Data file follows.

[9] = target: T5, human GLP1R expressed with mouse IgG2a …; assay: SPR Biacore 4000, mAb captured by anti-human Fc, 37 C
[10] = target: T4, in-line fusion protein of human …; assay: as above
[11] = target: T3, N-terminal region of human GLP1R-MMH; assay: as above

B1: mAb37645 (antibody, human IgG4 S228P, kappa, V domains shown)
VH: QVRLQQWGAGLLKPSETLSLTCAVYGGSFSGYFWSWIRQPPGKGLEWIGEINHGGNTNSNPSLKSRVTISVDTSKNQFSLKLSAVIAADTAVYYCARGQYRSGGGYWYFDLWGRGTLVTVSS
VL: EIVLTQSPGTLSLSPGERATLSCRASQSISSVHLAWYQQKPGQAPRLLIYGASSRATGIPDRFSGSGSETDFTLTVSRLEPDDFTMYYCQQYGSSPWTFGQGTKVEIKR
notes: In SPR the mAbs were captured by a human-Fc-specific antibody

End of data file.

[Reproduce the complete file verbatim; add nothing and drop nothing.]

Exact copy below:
[9] = target: T5, human GLP1R expressed with mouse IgG2a …; assay: SPR Biacore 4000, mAb captured by anti-human Fc, 37 C
[10] = target: T4, in-line fusion protein of human …; assay: as above
[11] = target: T3, N-terminal region of human GLP1R-MMH; assay: as above

B1: mAb37645 (antibody, human IgG4 S228P, kappa, V domains shown)
VH: QVRLQQWGAGLLKPSETLSLTCAVYGGSFSGYFWSWIRQPPGKGLEWIGEINHGGNTNSNPSLKSRVTISVDTSKNQFSLKLSAVIAADTAVYYCARGQYRSGGGYWYFDLWGRGTLVTVSS
VL: EIVLTQSPGTLSLSPGERATLSCRASQSISSVHLAWYQQKPGQAPRLLIYGASSRATGIPDRFSGSGSETDFTLTVSRLEPDDFTMYYCQQYGSSPWTFGQGTKVEIKR
notes: In SPR the mAbs were captured by a human-Fc-specific antibody